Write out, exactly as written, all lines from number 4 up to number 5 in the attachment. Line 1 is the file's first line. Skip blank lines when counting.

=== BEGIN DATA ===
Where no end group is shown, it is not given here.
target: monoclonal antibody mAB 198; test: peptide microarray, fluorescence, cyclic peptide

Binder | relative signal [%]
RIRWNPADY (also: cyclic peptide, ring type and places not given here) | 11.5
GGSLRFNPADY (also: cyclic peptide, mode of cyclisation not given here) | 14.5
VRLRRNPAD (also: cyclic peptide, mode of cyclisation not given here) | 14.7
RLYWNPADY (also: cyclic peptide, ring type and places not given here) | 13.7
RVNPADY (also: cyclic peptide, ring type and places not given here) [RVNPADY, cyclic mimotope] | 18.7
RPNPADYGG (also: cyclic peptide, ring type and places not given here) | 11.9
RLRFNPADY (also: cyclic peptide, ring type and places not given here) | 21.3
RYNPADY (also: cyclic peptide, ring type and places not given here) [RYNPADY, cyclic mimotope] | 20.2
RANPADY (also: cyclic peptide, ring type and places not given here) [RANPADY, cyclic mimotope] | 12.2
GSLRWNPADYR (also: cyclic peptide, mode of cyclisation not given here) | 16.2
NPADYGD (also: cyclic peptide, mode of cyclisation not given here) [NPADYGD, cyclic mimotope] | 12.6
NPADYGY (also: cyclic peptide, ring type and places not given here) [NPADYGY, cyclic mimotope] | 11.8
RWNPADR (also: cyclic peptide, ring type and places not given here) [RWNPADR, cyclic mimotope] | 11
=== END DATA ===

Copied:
RIRWNPADY (also: cyclic peptide, ring type and places not given here) | 11.5
GGSLRFNPADY (also: cyclic peptide, mode of cyclisation not given here) | 14.5